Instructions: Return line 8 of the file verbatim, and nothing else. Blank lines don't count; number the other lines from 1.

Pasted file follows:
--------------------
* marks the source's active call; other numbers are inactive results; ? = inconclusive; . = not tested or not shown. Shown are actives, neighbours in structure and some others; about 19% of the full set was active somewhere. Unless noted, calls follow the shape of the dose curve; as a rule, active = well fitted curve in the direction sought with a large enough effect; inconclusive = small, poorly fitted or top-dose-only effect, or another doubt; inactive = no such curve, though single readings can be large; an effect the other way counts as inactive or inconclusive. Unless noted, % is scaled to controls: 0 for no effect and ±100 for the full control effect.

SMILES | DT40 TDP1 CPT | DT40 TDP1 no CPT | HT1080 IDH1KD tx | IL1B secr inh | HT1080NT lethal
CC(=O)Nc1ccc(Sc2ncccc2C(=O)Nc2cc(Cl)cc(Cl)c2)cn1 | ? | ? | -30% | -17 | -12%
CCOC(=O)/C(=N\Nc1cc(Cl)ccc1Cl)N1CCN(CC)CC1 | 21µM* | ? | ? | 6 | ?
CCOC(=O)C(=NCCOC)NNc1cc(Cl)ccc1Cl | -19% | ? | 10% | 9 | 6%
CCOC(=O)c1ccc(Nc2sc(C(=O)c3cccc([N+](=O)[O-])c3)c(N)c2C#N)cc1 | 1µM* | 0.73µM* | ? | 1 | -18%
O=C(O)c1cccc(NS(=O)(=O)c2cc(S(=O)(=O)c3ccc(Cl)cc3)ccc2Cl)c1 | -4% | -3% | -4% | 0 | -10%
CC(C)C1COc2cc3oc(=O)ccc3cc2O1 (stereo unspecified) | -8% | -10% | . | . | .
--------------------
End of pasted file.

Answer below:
CC(C)C1COc2cc3oc(=O)ccc3cc2O1 (stereo unspecified) | -8% | -10% | . | . | .